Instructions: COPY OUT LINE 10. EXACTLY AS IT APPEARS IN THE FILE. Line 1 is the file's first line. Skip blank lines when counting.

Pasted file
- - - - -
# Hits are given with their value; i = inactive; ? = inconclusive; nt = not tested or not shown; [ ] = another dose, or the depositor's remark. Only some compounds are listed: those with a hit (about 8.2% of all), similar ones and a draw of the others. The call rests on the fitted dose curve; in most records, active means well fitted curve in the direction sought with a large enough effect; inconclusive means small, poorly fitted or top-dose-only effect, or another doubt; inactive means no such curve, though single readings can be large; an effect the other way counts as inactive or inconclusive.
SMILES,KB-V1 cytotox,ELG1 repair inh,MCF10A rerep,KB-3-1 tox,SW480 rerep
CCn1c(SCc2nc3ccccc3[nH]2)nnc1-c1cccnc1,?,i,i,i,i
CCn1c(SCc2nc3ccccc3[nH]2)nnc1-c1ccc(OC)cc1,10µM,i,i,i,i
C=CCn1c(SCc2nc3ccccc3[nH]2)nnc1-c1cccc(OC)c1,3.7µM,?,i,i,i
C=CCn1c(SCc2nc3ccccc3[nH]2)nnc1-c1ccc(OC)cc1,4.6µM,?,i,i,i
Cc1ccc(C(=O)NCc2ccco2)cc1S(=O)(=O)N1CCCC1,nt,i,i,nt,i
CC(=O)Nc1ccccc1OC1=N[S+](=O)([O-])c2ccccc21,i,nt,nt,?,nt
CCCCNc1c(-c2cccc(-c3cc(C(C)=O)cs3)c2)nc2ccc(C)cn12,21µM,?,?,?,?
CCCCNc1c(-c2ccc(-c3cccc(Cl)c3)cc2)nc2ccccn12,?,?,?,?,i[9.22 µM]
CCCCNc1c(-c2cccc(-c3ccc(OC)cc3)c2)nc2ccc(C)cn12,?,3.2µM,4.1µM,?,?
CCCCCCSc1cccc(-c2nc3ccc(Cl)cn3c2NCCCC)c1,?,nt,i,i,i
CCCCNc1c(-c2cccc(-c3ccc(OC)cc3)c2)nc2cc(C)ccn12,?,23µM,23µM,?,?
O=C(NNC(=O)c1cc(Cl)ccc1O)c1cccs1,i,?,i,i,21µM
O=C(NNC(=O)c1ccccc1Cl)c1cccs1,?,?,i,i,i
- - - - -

CCCCNc1c(-c2ccc(-c3cccc(Cl)c3)cc2)nc2ccccn12,?,?,?,?,i[9.22 µM]